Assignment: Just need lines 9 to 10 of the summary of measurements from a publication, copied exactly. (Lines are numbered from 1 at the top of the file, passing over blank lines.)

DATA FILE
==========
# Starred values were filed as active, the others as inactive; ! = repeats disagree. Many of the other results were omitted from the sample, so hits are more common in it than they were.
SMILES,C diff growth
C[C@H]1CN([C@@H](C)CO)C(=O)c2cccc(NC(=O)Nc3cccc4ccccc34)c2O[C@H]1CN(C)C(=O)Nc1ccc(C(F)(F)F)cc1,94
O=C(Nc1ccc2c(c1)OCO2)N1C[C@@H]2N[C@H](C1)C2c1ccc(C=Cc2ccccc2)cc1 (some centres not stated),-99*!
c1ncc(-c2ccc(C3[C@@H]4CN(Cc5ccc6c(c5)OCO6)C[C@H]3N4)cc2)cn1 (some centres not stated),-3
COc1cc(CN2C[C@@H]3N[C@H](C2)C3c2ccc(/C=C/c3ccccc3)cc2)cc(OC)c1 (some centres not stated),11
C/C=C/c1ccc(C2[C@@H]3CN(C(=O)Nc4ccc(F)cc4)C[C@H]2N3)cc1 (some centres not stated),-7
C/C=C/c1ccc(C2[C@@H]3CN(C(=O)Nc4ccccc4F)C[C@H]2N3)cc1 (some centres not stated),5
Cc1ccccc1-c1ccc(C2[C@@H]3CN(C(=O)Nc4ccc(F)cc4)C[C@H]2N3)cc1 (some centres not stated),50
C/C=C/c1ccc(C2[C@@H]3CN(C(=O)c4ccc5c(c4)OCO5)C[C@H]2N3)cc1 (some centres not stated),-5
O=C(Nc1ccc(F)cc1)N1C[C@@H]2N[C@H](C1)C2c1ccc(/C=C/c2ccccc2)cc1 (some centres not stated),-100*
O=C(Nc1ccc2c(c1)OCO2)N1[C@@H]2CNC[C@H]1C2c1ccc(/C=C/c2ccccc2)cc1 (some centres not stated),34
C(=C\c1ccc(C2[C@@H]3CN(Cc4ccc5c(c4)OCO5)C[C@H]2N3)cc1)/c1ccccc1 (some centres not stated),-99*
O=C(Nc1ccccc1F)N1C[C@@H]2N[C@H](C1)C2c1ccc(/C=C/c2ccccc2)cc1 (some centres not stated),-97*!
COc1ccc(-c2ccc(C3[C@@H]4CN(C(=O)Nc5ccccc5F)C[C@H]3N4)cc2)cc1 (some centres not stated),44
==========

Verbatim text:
Cc1ccccc1-c1ccc(C2[C@@H]3CN(C(=O)Nc4ccc(F)cc4)C[C@H]2N3)cc1 (some centres not stated),50
C/C=C/c1ccc(C2[C@@H]3CN(C(=O)c4ccc5c(c4)OCO5)C[C@H]2N3)cc1 (some centres not stated),-5